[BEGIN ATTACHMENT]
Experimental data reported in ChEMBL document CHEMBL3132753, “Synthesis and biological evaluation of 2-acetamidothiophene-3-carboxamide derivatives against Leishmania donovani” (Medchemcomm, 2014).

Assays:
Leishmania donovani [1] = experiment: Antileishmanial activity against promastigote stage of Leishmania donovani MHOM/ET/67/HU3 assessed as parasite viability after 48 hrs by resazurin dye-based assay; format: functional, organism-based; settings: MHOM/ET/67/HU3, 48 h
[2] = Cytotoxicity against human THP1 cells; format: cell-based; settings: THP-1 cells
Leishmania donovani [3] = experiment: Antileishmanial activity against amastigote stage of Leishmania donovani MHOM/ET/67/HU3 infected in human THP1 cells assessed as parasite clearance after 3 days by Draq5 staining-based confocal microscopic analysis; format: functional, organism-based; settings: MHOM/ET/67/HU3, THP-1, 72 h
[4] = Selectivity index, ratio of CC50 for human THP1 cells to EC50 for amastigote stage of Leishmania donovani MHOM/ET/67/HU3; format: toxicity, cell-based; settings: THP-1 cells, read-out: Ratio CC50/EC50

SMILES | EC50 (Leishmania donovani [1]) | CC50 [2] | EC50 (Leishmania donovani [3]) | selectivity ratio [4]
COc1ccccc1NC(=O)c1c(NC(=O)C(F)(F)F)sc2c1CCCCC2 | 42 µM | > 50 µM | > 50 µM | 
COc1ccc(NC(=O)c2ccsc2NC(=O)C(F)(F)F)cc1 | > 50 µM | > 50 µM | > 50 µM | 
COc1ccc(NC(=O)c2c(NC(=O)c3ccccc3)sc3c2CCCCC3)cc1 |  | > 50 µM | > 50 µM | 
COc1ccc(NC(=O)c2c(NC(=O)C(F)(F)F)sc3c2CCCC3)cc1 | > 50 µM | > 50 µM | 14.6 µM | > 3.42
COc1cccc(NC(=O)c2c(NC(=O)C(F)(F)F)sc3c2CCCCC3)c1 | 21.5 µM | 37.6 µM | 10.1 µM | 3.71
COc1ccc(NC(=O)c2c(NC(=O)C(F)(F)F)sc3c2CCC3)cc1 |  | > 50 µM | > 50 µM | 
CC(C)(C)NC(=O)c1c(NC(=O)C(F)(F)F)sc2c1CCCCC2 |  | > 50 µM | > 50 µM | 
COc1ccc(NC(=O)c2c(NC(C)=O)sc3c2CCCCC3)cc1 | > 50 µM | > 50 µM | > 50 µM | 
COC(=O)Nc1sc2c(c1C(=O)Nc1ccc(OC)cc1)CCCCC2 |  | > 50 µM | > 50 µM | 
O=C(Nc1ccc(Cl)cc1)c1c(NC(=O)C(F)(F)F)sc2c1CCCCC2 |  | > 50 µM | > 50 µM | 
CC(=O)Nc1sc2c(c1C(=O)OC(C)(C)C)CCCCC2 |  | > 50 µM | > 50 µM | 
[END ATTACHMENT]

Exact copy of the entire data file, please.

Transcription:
Experimental data reported in ChEMBL document CHEMBL3132753, “Synthesis and biological evaluation of 2-acetamidothiophene-3-carboxamide derivatives against Leishmania donovani” (Medchemcomm, 2014).

Assays:
Leishmania donovani [1] = experiment: Antileishmanial activity against promastigote stage of Leishmania donovani MHOM/ET/67/HU3 assessed as parasite viability after 48 hrs by resazurin dye-based assay; format: functional, organism-based; settings: MHOM/ET/67/HU3, 48 h
[2] = Cytotoxicity against human THP1 cells; format: cell-based; settings: THP-1 cells
Leishmania donovani [3] = experiment: Antileishmanial activity against amastigote stage of Leishmania donovani MHOM/ET/67/HU3 infected in human THP1 cells assessed as parasite clearance after 3 days by Draq5 staining-based confocal microscopic analysis; format: functional, organism-based; settings: MHOM/ET/67/HU3, THP-1, 72 h
[4] = Selectivity index, ratio of CC50 for human THP1 cells to EC50 for amastigote stage of Leishmania donovani MHOM/ET/67/HU3; format: toxicity, cell-based; settings: THP-1 cells, read-out: Ratio CC50/EC50

SMILES | EC50 (Leishmania donovani [1]) | CC50 [2] | EC50 (Leishmania donovani [3]) | selectivity ratio [4]
COc1ccccc1NC(=O)c1c(NC(=O)C(F)(F)F)sc2c1CCCCC2 | 42 µM | > 50 µM | > 50 µM | 
COc1ccc(NC(=O)c2ccsc2NC(=O)C(F)(F)F)cc1 | > 50 µM | > 50 µM | > 50 µM | 
COc1ccc(NC(=O)c2c(NC(=O)c3ccccc3)sc3c2CCCCC3)cc1 |  | > 50 µM | > 50 µM | 
COc1ccc(NC(=O)c2c(NC(=O)C(F)(F)F)sc3c2CCCC3)cc1 | > 50 µM | > 50 µM | 14.6 µM | > 3.42
COc1cccc(NC(=O)c2c(NC(=O)C(F)(F)F)sc3c2CCCCC3)c1 | 21.5 µM | 37.6 µM | 10.1 µM | 3.71
COc1ccc(NC(=O)c2c(NC(=O)C(F)(F)F)sc3c2CCC3)cc1 |  | > 50 µM | > 50 µM | 
CC(C)(C)NC(=O)c1c(NC(=O)C(F)(F)F)sc2c1CCCCC2 |  | > 50 µM | > 50 µM | 
COc1ccc(NC(=O)c2c(NC(C)=O)sc3c2CCCCC3)cc1 | > 50 µM | > 50 µM | > 50 µM | 
COC(=O)Nc1sc2c(c1C(=O)Nc1ccc(OC)cc1)CCCCC2 |  | > 50 µM | > 50 µM | 
O=C(Nc1ccc(Cl)cc1)c1c(NC(=O)C(F)(F)F)sc2c1CCCCC2 |  | > 50 µM | > 50 µM | 
CC(=O)Nc1sc2c(c1C(=O)OC(C)(C)C)CCCCC2 |  | > 50 µM | > 50 µM | 